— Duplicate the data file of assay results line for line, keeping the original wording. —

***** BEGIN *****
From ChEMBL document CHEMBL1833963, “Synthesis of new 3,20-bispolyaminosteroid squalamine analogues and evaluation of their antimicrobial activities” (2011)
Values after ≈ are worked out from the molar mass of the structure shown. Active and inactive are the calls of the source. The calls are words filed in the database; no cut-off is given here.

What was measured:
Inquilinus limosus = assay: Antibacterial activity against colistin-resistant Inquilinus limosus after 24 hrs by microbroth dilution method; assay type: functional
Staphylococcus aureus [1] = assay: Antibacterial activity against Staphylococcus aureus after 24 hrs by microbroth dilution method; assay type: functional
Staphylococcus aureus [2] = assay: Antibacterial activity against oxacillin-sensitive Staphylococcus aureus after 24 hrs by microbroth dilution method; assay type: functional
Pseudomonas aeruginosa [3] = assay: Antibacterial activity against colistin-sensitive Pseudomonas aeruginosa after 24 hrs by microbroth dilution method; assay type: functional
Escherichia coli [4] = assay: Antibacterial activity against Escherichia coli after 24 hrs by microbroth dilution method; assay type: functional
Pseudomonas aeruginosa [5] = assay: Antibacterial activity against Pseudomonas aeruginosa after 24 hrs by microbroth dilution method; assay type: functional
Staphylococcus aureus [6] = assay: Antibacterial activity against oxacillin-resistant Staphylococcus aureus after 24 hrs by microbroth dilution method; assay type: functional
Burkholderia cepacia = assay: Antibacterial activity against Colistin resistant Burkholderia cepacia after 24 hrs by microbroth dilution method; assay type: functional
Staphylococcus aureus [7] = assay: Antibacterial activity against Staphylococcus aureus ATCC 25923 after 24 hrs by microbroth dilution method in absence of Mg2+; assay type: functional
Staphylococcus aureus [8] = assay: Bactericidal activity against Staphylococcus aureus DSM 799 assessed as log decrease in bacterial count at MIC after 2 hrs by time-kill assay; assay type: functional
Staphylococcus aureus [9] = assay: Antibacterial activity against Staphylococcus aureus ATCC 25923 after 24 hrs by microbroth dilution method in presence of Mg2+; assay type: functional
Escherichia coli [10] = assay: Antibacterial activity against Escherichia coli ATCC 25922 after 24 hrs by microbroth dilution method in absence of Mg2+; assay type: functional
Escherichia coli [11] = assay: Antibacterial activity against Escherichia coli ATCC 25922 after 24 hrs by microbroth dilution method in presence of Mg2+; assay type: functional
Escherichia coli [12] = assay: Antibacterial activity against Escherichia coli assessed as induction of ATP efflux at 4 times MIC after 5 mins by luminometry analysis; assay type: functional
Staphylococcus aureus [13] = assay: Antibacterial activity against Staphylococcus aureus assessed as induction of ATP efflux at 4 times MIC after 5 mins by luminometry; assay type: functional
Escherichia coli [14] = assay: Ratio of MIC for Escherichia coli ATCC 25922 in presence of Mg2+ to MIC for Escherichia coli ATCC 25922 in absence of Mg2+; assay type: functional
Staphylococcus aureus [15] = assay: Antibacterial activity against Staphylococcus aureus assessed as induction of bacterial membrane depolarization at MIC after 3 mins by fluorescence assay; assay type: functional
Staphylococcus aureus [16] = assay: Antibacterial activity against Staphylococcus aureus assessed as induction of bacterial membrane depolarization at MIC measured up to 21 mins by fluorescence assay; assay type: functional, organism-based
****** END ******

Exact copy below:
From ChEMBL document CHEMBL1833963, “Synthesis of new 3,20-bispolyaminosteroid squalamine analogues and evaluation of their antimicrobial activities” (2011)
Values after ≈ are worked out from the molar mass of the structure shown. Active and inactive are the calls of the source. The calls are words filed in the database; no cut-off is given here.

What was measured:
Inquilinus limosus = assay: Antibacterial activity against colistin-resistant Inquilinus limosus after 24 hrs by microbroth dilution method; assay type: functional
Staphylococcus aureus [1] = assay: Antibacterial activity against Staphylococcus aureus after 24 hrs by microbroth dilution method; assay type: functional
Staphylococcus aureus [2] = assay: Antibacterial activity against oxacillin-sensitive Staphylococcus aureus after 24 hrs by microbroth dilution method; assay type: functional
Pseudomonas aeruginosa [3] = assay: Antibacterial activity against colistin-sensitive Pseudomonas aeruginosa after 24 hrs by microbroth dilution method; assay type: functional
Escherichia coli [4] = assay: Antibacterial activity against Escherichia coli after 24 hrs by microbroth dilution method; assay type: functional
Pseudomonas aeruginosa [5] = assay: Antibacterial activity against Pseudomonas aeruginosa after 24 hrs by microbroth dilution method; assay type: functional
Staphylococcus aureus [6] = assay: Antibacterial activity against oxacillin-resistant Staphylococcus aureus after 24 hrs by microbroth dilution method; assay type: functional
Burkholderia cepacia = assay: Antibacterial activity against Colistin resistant Burkholderia cepacia after 24 hrs by microbroth dilution method; assay type: functional
Staphylococcus aureus [7] = assay: Antibacterial activity against Staphylococcus aureus ATCC 25923 after 24 hrs by microbroth dilution method in absence of Mg2+; assay type: functional
Staphylococcus aureus [8] = assay: Bactericidal activity against Staphylococcus aureus DSM 799 assessed as log decrease in bacterial count at MIC after 2 hrs by time-kill assay; assay type: functional
Staphylococcus aureus [9] = assay: Antibacterial activity against Staphylococcus aureus ATCC 25923 after 24 hrs by microbroth dilution method in presence of Mg2+; assay type: functional
Escherichia coli [10] = assay: Antibacterial activity against Escherichia coli ATCC 25922 after 24 hrs by microbroth dilution method in absence of Mg2+; assay type: functional
Escherichia coli [11] = assay: Antibacterial activity against Escherichia coli ATCC 25922 after 24 hrs by microbroth dilution method in presence of Mg2+; assay type: functional
Escherichia coli [12] = assay: Antibacterial activity against Escherichia coli assessed as induction of ATP efflux at 4 times MIC after 5 mins by luminometry analysis; assay type: functional
Staphylococcus aureus [13] = assay: Antibacterial activity against Staphylococcus aureus assessed as induction of ATP efflux at 4 times MIC after 5 mins by luminometry; assay type: functional
Escherichia coli [14] = assay: Ratio of MIC for Escherichia coli ATCC 25922 in presence of Mg2+ to MIC for Escherichia coli ATCC 25922 in absence of Mg2+; assay type: functional
Staphylococcus aureus [15] = assay: Antibacterial activity against Staphylococcus aureus assessed as induction of bacterial membrane depolarization at MIC after 3 mins by fluorescence assay; assay type: functional
Staphylococcus aureus [16] = assay: Antibacterial activity against Staphylococcus aureus assessed as induction of bacterial membrane depolarization at MIC measured up to 21 mins by fluorescence assay; assay type: functional, organism-based